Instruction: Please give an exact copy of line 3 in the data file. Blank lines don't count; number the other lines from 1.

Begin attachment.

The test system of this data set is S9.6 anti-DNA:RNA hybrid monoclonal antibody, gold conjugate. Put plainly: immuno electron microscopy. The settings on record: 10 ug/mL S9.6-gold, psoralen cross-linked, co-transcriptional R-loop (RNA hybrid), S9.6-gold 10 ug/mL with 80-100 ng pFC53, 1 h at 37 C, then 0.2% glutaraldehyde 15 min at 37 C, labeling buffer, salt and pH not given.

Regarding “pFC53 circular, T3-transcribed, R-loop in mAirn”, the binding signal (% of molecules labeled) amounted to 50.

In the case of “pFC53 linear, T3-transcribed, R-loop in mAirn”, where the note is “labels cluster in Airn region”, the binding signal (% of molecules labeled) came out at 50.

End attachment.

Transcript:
In the case of “pFC53 linear, T3-transcribed, R-loop in mAirn”, where the note is “labels cluster in Airn region”, the binding signal (% of molecules labeled) came out at 50.